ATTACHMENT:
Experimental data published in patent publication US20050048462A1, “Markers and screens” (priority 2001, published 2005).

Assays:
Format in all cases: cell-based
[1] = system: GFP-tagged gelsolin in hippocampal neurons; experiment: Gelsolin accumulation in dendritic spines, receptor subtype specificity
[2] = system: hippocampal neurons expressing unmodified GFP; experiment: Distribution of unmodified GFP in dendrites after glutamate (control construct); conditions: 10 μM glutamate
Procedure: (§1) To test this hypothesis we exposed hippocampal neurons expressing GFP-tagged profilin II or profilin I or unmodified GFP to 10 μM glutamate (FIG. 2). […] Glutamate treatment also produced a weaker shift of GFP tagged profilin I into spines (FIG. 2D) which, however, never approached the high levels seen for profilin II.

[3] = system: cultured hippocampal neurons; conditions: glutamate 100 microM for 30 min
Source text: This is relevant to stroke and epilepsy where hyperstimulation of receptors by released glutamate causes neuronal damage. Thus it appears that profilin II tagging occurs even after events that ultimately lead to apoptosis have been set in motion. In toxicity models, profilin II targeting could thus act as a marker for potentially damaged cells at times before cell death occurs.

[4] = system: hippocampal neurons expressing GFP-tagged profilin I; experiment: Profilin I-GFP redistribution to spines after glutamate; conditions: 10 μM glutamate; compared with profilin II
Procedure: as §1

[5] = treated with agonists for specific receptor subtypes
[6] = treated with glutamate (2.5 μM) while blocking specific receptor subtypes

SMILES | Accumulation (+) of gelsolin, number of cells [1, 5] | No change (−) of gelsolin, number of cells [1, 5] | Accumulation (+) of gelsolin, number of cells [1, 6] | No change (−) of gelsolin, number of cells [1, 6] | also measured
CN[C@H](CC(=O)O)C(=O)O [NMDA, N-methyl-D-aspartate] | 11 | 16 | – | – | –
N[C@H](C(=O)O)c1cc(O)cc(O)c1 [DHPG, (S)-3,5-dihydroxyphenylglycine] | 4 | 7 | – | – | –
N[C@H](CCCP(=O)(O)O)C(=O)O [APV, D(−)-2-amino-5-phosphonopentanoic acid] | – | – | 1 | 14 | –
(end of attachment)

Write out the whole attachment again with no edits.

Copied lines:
Experimental data published in patent publication US20050048462A1, “Markers and screens” (priority 2001, published 2005).

Assays:
Format in all cases: cell-based
[1] = system: GFP-tagged gelsolin in hippocampal neurons; experiment: Gelsolin accumulation in dendritic spines, receptor subtype specificity
[2] = system: hippocampal neurons expressing unmodified GFP; experiment: Distribution of unmodified GFP in dendrites after glutamate (control construct); conditions: 10 μM glutamate
Procedure: (§1) To test this hypothesis we exposed hippocampal neurons expressing GFP-tagged profilin II or profilin I or unmodified GFP to 10 μM glutamate (FIG. 2). […] Glutamate treatment also produced a weaker shift of GFP tagged profilin I into spines (FIG. 2D) which, however, never approached the high levels seen for profilin II.

[3] = system: cultured hippocampal neurons; conditions: glutamate 100 microM for 30 min
Source text: This is relevant to stroke and epilepsy where hyperstimulation of receptors by released glutamate causes neuronal damage. Thus it appears that profilin II tagging occurs even after events that ultimately lead to apoptosis have been set in motion. In toxicity models, profilin II targeting could thus act as a marker for potentially damaged cells at times before cell death occurs.

[4] = system: hippocampal neurons expressing GFP-tagged profilin I; experiment: Profilin I-GFP redistribution to spines after glutamate; conditions: 10 μM glutamate; compared with profilin II
Procedure: as §1

[5] = treated with agonists for specific receptor subtypes
[6] = treated with glutamate (2.5 μM) while blocking specific receptor subtypes

SMILES | Accumulation (+) of gelsolin, number of cells [1, 5] | No change (−) of gelsolin, number of cells [1, 5] | Accumulation (+) of gelsolin, number of cells [1, 6] | No change (−) of gelsolin, number of cells [1, 6] | also measured
CN[C@H](CC(=O)O)C(=O)O [NMDA, N-methyl-D-aspartate] | 11 | 16 | – | – | –
N[C@H](C(=O)O)c1cc(O)cc(O)c1 [DHPG, (S)-3,5-dihydroxyphenylglycine] | 4 | 7 | – | – | –
N[C@H](CCCP(=O)(O)O)C(=O)O [APV, D(−)-2-amino-5-phosphonopentanoic acid] | – | – | 1 | 14 | –